Tuesday, February 12, 2008

Economics of the Finite Earth

We have an internal seminar on Monday 18th February in the Senior Common room at 12 by Aart Heesterman. The title of the seminar is most intriguing:

Economics of the Finite Earth: A critique of the theory of environmental economics, its relation to economic growth and social stability, and its practical application to global warming

The talk will be based on his book that can be read HERE.

The very first line of the whole book inspired this post. Here is that line and the first few paragraphs as a taster.

Environmental economics is in a mess.

Economics more generally has, since the classics, been based on the assumption that a substance or resource that commands no price, is either of little relevance, or else is available in to all practical purposes, unlimited amounts. This has never been genuinely the case. The development of Western industrial and commercial affluence has invariably impacted on the established life stiles of others, from the Highland clearances to the colonisation of ‘empty’ countries in ‘terra nullius’. Now it is the planet itself, the integrity of the atmosphere and the oceans, the very basics of life that is under threat. Both water, surely the most basic and fundamental necessity, and the clean air we need to live a healthy life, remain locked in a convention that regards them as a limitless ‘free goods’, for everyone to take and deplete to their heart’s content.

We argue that appropriate fiscal measures to assign financial costs to environmental degradation, are the most cost effective way of safeguarding the earth. We also explore some of the technical means that might be used in that context, and the sociopolitical obstacles in the way of reaching an agreement on a course of action to this purpose. We take the necessity of measures to contain environmental degradation, and global warming in particular, for granted.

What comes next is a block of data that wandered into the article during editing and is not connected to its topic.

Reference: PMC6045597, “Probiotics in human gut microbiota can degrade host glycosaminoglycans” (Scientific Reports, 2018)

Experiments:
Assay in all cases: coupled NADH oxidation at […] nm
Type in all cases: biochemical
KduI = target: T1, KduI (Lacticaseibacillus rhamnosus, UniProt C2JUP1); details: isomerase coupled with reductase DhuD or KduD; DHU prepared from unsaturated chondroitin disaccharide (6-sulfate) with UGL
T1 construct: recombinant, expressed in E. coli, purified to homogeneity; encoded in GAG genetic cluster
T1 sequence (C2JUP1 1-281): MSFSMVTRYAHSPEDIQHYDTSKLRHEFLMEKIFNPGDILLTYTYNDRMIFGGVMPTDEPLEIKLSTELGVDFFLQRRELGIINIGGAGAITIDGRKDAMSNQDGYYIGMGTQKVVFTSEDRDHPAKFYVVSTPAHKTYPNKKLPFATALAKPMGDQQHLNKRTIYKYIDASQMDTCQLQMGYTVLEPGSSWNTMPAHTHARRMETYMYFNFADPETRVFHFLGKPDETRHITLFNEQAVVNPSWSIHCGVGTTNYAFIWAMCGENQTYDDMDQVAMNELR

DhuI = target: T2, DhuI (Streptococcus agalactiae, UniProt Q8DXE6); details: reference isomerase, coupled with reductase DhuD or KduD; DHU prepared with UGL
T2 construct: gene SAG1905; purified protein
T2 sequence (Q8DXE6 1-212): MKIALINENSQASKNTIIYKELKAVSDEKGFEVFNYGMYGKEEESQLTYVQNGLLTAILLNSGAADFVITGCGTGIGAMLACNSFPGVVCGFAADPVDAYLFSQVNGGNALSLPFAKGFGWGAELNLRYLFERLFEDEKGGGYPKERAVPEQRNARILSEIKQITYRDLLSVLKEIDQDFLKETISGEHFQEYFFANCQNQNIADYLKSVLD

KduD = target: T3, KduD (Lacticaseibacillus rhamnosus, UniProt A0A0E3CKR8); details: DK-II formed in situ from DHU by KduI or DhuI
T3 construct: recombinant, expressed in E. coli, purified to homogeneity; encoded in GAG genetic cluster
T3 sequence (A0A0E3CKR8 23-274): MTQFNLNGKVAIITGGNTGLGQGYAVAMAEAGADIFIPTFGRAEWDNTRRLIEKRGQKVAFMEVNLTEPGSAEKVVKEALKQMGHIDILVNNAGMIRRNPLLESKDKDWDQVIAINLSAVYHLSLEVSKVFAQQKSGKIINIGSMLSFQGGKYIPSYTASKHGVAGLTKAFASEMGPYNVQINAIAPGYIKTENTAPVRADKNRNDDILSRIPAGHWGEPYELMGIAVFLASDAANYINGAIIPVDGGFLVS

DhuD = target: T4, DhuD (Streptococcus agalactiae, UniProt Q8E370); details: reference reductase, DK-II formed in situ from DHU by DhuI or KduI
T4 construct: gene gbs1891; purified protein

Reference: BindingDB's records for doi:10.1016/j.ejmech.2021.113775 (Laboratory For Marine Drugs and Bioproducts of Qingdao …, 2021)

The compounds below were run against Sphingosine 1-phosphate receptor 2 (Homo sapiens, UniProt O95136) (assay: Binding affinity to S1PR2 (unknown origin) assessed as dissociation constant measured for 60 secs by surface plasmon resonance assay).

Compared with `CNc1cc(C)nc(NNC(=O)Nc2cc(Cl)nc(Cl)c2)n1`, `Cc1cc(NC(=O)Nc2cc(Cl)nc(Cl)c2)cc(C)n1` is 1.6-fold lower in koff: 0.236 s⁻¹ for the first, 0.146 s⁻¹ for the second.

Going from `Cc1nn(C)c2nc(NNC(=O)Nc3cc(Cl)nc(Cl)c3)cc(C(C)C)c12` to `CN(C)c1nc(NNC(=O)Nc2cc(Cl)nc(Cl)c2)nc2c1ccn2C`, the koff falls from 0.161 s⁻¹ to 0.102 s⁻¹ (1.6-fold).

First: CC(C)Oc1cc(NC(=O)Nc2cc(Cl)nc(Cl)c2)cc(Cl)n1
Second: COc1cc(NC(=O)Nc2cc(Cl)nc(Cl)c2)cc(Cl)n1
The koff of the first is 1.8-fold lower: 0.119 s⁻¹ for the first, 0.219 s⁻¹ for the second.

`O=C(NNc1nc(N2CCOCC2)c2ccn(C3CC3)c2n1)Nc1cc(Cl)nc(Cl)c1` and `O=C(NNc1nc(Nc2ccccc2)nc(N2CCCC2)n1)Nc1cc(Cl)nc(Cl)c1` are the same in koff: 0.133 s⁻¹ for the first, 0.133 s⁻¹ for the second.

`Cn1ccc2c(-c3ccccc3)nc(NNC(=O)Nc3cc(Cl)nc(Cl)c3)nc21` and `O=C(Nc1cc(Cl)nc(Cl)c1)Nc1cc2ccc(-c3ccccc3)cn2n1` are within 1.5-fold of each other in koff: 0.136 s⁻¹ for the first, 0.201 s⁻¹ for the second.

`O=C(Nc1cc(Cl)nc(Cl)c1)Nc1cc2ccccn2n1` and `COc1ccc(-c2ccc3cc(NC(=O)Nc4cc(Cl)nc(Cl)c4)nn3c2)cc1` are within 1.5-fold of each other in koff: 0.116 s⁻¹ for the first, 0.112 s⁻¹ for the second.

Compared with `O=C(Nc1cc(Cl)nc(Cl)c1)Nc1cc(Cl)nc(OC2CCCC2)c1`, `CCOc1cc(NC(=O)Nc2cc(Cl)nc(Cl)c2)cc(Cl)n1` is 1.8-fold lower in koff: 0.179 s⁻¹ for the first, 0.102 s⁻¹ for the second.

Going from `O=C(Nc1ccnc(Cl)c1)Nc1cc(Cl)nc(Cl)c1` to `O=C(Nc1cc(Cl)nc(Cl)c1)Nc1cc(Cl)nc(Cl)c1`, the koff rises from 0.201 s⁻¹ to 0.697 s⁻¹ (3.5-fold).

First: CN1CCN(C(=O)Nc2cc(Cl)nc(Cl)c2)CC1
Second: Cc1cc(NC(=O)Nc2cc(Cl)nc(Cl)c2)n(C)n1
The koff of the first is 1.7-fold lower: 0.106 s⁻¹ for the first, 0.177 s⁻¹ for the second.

In addition, the practice of discounting, as almost invariably applied in cost benefit analysis, has no clear and consistent support in economic theory, and certainly not in relation to the containment of long-term environmental degradation. Three arguments, each of them flawed, are raised in the defence of the erroneous idea, that somehow, there are objective reasons for regarding the future as less important than our present affluence.

I believe that all will be welcome if you are in the University of Birmingham direction next Monday and fancy a limp sandwich and some environmental economics.

1 comment:

Robert D Feinman said...

I found your site by the citation on the Environmental Economics blog. I left a comment there, so I won't repeat myself, but I think it is useful to explain where one comes from when one just pops up.

My concern ever since reading Daly and a few others several years ago has been the lack of discussion of alternate economic systems beyond the present capitalist/consumerist arrangement taken as the norm by most people.

The ecological economists have defined the problems of living on a finite planet, and have even listed some goals for what a better future would look like, but have been unable to define an implementation plan.

I'm especially concerned with the power of those institutions which benefit from the status quo. I have a series of short essays on my web site where I discuss these issues, especially from the point of view of achieving a steady-state social system, but I've not been able to come up with a way to overcome institutional inertia either.

I was hoping that the recent rise of economic blogs would reveal some willing to discuss alternative social systems and this might lead to some new ideas. So far I haven't found any visionaries. Cassandras, yes, visionaries, no.